That’s not to say Cinderella is merely a lazy live-action remake of the old 1950s Disney animated film. Brannagh and writer Chris Weitz (The Golden Compass, About a Boy, and soon, Star Wars Anthology: Rogue One) manage to inject new life into the story with some subtle but welcome variations while maintaining the overall structure and spirit or the original tale. The humour is light and Brannagh-ish, and the special effects and costumes are pretty but not overwhelming. Fuelled by solid performances, this is an authentic and charming adaptation. Notwithstanding how straightforward it is, the results are surprisingly effective and strangely refreshing.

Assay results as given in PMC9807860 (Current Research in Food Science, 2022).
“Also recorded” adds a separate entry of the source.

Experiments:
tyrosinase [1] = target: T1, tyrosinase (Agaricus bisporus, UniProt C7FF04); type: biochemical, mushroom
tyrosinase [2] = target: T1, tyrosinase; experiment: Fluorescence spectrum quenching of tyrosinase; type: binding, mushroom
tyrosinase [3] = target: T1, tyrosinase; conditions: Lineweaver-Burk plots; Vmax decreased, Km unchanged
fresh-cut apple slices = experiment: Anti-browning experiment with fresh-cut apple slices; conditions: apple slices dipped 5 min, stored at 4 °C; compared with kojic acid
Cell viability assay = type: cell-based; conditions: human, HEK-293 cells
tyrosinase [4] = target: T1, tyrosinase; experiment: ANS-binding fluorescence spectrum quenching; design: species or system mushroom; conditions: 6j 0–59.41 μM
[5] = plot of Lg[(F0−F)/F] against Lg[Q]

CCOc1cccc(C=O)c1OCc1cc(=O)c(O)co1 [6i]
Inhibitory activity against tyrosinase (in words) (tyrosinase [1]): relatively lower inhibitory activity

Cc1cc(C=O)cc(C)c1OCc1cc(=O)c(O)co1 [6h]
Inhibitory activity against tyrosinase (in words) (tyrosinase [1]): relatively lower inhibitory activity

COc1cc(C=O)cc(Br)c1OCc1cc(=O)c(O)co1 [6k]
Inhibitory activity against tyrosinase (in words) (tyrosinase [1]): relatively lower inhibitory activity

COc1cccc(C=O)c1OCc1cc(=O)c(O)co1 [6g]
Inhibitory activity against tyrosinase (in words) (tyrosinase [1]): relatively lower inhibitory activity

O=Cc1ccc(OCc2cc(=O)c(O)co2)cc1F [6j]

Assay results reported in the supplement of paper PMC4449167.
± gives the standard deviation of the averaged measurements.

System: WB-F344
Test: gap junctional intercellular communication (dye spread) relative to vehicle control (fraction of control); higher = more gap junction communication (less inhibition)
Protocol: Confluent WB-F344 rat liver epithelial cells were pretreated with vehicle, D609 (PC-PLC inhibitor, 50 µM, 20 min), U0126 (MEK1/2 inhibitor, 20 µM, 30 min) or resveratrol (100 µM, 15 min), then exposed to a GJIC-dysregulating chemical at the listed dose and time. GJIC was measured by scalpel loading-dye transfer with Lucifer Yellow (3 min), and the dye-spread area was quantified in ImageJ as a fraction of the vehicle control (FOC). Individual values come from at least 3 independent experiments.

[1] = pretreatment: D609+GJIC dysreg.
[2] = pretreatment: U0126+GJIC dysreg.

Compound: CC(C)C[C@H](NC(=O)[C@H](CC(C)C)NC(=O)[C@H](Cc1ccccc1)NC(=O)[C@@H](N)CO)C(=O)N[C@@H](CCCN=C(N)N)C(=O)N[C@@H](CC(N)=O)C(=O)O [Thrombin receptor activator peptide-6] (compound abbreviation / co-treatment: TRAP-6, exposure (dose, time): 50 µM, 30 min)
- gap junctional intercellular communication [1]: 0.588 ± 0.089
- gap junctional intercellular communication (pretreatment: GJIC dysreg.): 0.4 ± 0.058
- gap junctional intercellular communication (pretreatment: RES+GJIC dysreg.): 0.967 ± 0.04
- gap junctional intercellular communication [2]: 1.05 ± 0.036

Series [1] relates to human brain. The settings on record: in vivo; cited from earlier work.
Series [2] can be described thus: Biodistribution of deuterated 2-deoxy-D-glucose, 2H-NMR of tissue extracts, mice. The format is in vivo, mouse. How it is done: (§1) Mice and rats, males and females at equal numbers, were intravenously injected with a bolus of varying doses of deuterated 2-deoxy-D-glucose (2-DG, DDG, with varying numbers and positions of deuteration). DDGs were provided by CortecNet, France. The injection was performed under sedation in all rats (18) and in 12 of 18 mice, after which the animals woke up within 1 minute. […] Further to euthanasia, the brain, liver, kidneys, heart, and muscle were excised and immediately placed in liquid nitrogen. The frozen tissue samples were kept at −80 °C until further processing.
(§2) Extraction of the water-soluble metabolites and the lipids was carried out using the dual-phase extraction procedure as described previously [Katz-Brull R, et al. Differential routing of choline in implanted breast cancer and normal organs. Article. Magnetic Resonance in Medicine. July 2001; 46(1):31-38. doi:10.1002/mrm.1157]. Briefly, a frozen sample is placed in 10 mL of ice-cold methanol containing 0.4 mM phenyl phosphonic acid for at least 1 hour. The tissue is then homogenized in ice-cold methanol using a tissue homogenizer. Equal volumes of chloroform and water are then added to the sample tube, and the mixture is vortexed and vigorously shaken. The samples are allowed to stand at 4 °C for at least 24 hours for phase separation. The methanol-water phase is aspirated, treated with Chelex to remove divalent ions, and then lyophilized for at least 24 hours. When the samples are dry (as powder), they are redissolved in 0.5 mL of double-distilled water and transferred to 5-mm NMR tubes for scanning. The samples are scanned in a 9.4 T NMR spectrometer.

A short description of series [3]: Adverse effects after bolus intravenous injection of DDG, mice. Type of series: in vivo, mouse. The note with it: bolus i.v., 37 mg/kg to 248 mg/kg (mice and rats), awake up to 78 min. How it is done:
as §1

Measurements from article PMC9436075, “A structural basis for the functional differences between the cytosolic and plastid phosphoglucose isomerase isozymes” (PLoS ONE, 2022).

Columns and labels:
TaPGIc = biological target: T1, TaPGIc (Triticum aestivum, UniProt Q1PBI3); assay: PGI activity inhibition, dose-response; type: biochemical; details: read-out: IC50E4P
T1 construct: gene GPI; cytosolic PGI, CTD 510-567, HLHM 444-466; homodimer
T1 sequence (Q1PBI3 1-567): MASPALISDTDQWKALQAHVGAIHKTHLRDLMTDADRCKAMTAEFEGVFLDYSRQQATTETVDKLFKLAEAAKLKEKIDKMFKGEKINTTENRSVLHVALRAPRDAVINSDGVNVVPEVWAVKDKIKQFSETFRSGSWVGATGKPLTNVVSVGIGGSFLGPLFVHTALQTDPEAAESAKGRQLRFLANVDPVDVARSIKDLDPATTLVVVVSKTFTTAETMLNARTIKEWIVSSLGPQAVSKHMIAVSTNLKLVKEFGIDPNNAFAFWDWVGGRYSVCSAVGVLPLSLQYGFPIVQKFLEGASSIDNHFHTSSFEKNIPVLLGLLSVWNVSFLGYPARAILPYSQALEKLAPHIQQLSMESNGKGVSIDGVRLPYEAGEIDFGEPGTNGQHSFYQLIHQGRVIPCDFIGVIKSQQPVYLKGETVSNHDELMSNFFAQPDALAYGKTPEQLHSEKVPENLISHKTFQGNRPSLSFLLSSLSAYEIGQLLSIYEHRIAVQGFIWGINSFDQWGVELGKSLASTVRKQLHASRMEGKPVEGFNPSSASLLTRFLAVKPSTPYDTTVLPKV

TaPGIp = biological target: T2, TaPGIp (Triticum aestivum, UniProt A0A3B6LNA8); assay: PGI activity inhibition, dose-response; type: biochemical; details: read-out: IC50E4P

You know the story already so there’s no point in giving a proper overview. Skinny-waisted Lily James from Downton Abbey plays the titular heroine, who is left to the mercy of her stepmother (Cate Blanchett) and two stepsisters (Sophie McShera and Holliday Grainger) after her parents (Hayley Atwell and Ben Chaplin) pass away. Richard Madden (holy crap I just realised he’s Robb Stark!!!) plays the Prince, Derek Jacobi plays his father the King, Stellan Skarsgard plays the Grand Duke, and Helena Bonham Carter is of course the Fairy Godmother.

However, rather than just being about a pretty girl who falls for and gets rescued from poverty and slavery by a stud muffin — with the help of some magic — this adaptation tries to add some workable dimensions and cover up flaws of the original story.